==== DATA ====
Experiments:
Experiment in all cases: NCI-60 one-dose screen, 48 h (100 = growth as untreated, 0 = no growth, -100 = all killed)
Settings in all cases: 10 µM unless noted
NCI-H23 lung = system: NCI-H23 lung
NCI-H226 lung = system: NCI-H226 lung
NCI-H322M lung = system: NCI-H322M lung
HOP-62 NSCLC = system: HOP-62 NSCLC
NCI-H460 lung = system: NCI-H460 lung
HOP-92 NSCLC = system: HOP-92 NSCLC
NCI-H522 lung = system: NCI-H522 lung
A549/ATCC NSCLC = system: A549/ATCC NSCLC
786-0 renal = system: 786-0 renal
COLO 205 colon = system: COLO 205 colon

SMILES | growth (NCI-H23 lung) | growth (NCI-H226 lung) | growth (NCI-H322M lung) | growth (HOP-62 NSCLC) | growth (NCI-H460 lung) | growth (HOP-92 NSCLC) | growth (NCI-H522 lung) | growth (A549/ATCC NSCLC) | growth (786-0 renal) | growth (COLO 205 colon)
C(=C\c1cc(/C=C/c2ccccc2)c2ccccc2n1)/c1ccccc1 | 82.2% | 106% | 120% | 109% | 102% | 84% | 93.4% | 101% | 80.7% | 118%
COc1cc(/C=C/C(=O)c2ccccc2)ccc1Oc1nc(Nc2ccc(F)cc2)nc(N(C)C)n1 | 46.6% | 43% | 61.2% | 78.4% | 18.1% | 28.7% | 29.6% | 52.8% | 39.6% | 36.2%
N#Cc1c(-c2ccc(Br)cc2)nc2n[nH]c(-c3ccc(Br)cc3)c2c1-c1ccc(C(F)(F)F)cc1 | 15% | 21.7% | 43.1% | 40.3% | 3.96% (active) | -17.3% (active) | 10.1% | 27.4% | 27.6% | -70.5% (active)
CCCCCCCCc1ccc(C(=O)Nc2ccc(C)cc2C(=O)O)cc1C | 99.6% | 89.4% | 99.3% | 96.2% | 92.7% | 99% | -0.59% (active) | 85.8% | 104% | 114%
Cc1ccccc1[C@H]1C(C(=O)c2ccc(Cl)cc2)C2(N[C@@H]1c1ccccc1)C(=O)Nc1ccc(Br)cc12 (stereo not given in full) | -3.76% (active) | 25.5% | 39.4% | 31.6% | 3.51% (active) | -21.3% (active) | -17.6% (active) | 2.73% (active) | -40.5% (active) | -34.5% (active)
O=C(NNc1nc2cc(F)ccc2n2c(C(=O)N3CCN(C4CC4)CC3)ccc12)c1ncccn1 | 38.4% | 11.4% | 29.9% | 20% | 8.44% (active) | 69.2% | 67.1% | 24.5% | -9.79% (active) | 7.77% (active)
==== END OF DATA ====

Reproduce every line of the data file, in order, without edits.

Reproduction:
Experiments:
Experiment in all cases: NCI-60 one-dose screen, 48 h (100 = growth as untreated, 0 = no growth, -100 = all killed)
Settings in all cases: 10 µM unless noted
NCI-H23 lung = system: NCI-H23 lung
NCI-H226 lung = system: NCI-H226 lung
NCI-H322M lung = system: NCI-H322M lung
HOP-62 NSCLC = system: HOP-62 NSCLC
NCI-H460 lung = system: NCI-H460 lung
HOP-92 NSCLC = system: HOP-92 NSCLC
NCI-H522 lung = system: NCI-H522 lung
A549/ATCC NSCLC = system: A549/ATCC NSCLC
786-0 renal = system: 786-0 renal
COLO 205 colon = system: COLO 205 colon

SMILES | growth (NCI-H23 lung) | growth (NCI-H226 lung) | growth (NCI-H322M lung) | growth (HOP-62 NSCLC) | growth (NCI-H460 lung) | growth (HOP-92 NSCLC) | growth (NCI-H522 lung) | growth (A549/ATCC NSCLC) | growth (786-0 renal) | growth (COLO 205 colon)
C(=C\c1cc(/C=C/c2ccccc2)c2ccccc2n1)/c1ccccc1 | 82.2% | 106% | 120% | 109% | 102% | 84% | 93.4% | 101% | 80.7% | 118%
COc1cc(/C=C/C(=O)c2ccccc2)ccc1Oc1nc(Nc2ccc(F)cc2)nc(N(C)C)n1 | 46.6% | 43% | 61.2% | 78.4% | 18.1% | 28.7% | 29.6% | 52.8% | 39.6% | 36.2%
N#Cc1c(-c2ccc(Br)cc2)nc2n[nH]c(-c3ccc(Br)cc3)c2c1-c1ccc(C(F)(F)F)cc1 | 15% | 21.7% | 43.1% | 40.3% | 3.96% (active) | -17.3% (active) | 10.1% | 27.4% | 27.6% | -70.5% (active)
CCCCCCCCc1ccc(C(=O)Nc2ccc(C)cc2C(=O)O)cc1C | 99.6% | 89.4% | 99.3% | 96.2% | 92.7% | 99% | -0.59% (active) | 85.8% | 104% | 114%
Cc1ccccc1[C@H]1C(C(=O)c2ccc(Cl)cc2)C2(N[C@@H]1c1ccccc1)C(=O)Nc1ccc(Br)cc12 (stereo not given in full) | -3.76% (active) | 25.5% | 39.4% | 31.6% | 3.51% (active) | -21.3% (active) | -17.6% (active) | 2.73% (active) | -40.5% (active) | -34.5% (active)
O=C(NNc1nc2cc(F)ccc2n2c(C(=O)N3CCN(C4CC4)CC3)ccc12)c1ncccn1 | 38.4% | 11.4% | 29.9% | 20% | 8.44% (active) | 69.2% | 67.1% | 24.5% | -9.79% (active) | 7.77% (active)